Website: https://physics.berkeley.edu/news-events/events/20200203/scanning-the-sky-for-sterile-neutrino-dark-matter
Cost:  Free

==================================

Monday, 02/03/20
08:00 PM – 09:30 PM

Verdi Club
2424 Mariposa St
San Francisco, CA 94110

Wonderfest: Ask a Science Envoy: Optimization, Ecology, & Supernovae

Wonderfest Science Envoys are early-career researchers with special communication skills and aspirations. Following short talks on provocative modern science topics, these three Science Envoys will answer questions with insight and enthusiasm:

   • UC Berkeley industrial engineer and operations researcher Caleb Bugg on “Engineering in an Apocalyptic World”
   • Stanford Earth systems scientist Sami Li Chen on “Rapunzel, Rapunzel, Give Me Some Ramps”
   • UC Berkeley astrophysicist Abigail Polin on “Things that Go Boom in the Night: A Story of Type Ia Supernovae.”

Website: https://wonderfest.org/optimization-ramps-supernovae/

Cost:  Free

==================================

Tuesday, 02/04/20
11:00 AM – 12:00 PM

Varian Physics Building
382 Via Pueblo Mall
Room 355
Stanford, CA 94305

Two KIPAC Tea Talks

Cosmology using Galaxy Clusters in DESI

Speaker: Christopher Bradshaw, UC Santa Cruz

TBA

Speaker: Zhanpei Fang, Stanford

Website: https://kipac.stanford.edu/events/bradshaw-cosmology-using-galaxy-clusters-desi-fang-tbd

Cost:  Free

==================================

Tuesday, 02/04/20  3:30 PM

Natural Science Annex
UC Santa Cruz
Room 101
Santa Cruz, CA 95064

The structure and dynamics of Europa’s ice shell

Jupiter’s moon Europa is a fascinating world and a prime candidate for life within our Solar System. I will focus on the outer ice shell of the satellite where the dissipated tidal energy sustains a subsurface ocean. If the ice shell allows for exchange processes, exogenic material deposited on the surface would be an important factor for habitability. If the exchange of material with the ocean is reciprocal, the shell can also serve as a window to the interior of the moon. I will discuss the recent progress in understanding the structure and dynamics of Europa’s ice shell and give an overview on how NASA’s upcoming Europa Clipper mission can contribute to the exploration of this unique icy satellite by radar sounding.

Speaker: Gregor Steinbrügge, UT Austin/Stanford

Website: https://eps.ucsc.edu/news-events/whole-earth-seminars/winter-2020.html

Cost:  Free

==================================

Thursday, 02/06/20
11:00 AM – 12:00 PM

Kavli Institute Astrophysics Colloquium
Physics and Astrophysics Building Room 102/103
452 Lomita Mall
Stanford, CA 94305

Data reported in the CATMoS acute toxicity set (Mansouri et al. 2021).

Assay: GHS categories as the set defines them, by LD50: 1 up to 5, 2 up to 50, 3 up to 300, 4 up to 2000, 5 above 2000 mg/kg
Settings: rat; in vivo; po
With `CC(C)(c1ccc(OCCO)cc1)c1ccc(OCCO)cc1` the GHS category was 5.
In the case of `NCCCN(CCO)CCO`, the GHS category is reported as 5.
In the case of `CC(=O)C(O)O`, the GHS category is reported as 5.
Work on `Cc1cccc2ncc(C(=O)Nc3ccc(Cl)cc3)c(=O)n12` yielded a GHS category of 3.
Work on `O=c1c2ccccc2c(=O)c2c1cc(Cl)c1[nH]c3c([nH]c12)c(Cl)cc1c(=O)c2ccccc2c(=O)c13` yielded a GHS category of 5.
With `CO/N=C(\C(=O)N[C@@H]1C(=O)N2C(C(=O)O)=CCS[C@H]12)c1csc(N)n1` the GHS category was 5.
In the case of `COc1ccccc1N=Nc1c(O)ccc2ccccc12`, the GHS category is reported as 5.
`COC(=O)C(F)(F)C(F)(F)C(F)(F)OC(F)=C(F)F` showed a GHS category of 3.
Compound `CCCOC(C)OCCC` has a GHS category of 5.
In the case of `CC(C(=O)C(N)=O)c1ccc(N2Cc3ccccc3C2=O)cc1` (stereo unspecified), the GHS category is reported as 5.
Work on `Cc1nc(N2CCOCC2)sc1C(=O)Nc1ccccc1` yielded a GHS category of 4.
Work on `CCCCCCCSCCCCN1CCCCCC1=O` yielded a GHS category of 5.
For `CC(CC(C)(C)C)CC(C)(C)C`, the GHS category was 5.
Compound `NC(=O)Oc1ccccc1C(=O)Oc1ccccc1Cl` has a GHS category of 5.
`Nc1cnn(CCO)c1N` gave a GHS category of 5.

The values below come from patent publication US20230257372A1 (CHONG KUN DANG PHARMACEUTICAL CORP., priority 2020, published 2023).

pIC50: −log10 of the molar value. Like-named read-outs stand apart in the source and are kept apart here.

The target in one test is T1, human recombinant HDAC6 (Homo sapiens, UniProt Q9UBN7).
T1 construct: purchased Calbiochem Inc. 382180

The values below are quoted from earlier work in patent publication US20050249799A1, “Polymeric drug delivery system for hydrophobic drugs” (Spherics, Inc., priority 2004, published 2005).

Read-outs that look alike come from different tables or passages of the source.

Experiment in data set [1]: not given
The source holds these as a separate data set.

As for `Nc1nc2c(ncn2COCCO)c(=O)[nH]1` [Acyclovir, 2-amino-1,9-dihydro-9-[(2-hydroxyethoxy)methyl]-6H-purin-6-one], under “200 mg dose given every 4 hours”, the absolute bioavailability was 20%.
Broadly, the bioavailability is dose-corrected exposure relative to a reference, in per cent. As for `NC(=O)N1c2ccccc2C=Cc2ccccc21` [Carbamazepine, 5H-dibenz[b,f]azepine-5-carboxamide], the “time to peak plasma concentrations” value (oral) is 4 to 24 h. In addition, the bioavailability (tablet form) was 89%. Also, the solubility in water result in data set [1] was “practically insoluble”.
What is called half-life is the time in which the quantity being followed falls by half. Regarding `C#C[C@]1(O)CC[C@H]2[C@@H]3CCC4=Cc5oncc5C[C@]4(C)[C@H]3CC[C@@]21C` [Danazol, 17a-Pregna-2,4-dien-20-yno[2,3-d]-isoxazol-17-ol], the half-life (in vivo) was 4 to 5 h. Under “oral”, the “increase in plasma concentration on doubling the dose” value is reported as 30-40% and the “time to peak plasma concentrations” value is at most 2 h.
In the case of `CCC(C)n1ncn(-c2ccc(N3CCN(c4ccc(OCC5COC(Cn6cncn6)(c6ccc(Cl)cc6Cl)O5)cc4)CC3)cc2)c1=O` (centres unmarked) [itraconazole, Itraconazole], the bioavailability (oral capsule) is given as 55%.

Toward Maps of Exoplanet Surfaces

Perhaps the simplest question that one can ask of a distant star or planet is, “What does it actually look like?” Even the best interferometers can only give us limited information about the surfaces of select giant and/or nearby stars, while the direct imaging of exoplanet surfaces is all but impossible. Fortunately, several techniques exist that allow us to indirectly infer what the surfaces of stars and exoplanets look like from precise photometric light curves and high resolution spectral timeseries. In this talk, I will review previous approaches to mapping the surfaces of stars as well as recent results in the nascent field of exocartography. I will discuss the mathematical theory behind the mapping problem, including its degeneracies and limitations, and present several novel approaches to producing surface maps of stars and exoplanets. Finally, I will show how these maps can be used to learn about the physics of stellar surfaces and the dynamics of gas giant atmospheres, paving the way to the characterization of terrestrial planets in the habitable zone of their stars with future instrumentation.

Speaker: Rodrigo Luger, CCA, Flatiron Institute

Website: https://kipac.stanford.edu/events/toward-maps-exoplanet-surfaces

Cost:  Free

==================================

Friday, 02/07/20
10:30 AM – 11:30 AM

Stanford Linear Accelerator (SLAC)
Building 51
3rd Floor Conference room
Menlo Park, CA 94025

Two KIPAC Tea Talks
TBA

Speaker: August Evrard, Univ. of Michigan

Lots of Fun With TRAPPIST-1

Speaker: Rodrigo Luger, CCA, Flatiron Institute

Website: https://kipac.stanford.edu/events/evrard-tbd-luger-lots-fun-trappist-1

Cost:  Free

==================================

Friday, 02/07/20  12:00 PM

Earth and Marine Sciences Building
UC Santa Cruz
Room A340
Santa Cruz, CA 95064

The Anatomy of the Blue Dragon: Correlations between Lava Flow Morphology and Physical Properties

Speaker: Alexander Sehlke, NASA

Website: https://eps.ucsc.edu/news-events/igpp-seminar/winter-2020.html

Cost:  Free

==================================

Friday, 02/07/20  8:00 PM

San Mateo Co. Astronomical Society
College of San Mateo Bldg 36
1700 W Hillsdale Rd
San Mateo, CA 94402
USA

Satellite Galaxies and Dwarfs in the Local Group

Our Local Group of galaxies is composed of our Milky Way; its twin galaxy, Andromeda (M31); and the dozens of small “satellite” galaxies orbiting around each of them. Satellite galaxies are thought to be the building blocks of more massive galaxies, therefore tracking the orbital histories of satellite galaxies in the galactic neighborhood is crucial to our understanding of how the Milky Way and Andromeda arrived at their current properties. Since galaxies are embedded in halos of dark matter — the invisible matter that makes up 85% of the matter in the Universe — satellite galaxies also act as tracers of this massive, mysterious matter. In this talk, I will explain how the individual orbital histories of these galaxies help us learn about the evolution of satellites themselves. Additionally, I will demonstrate how the collective motion of these systems of satellite galaxies can reveal important characteristics of their host galaxies, including the properties of their dark matter halos.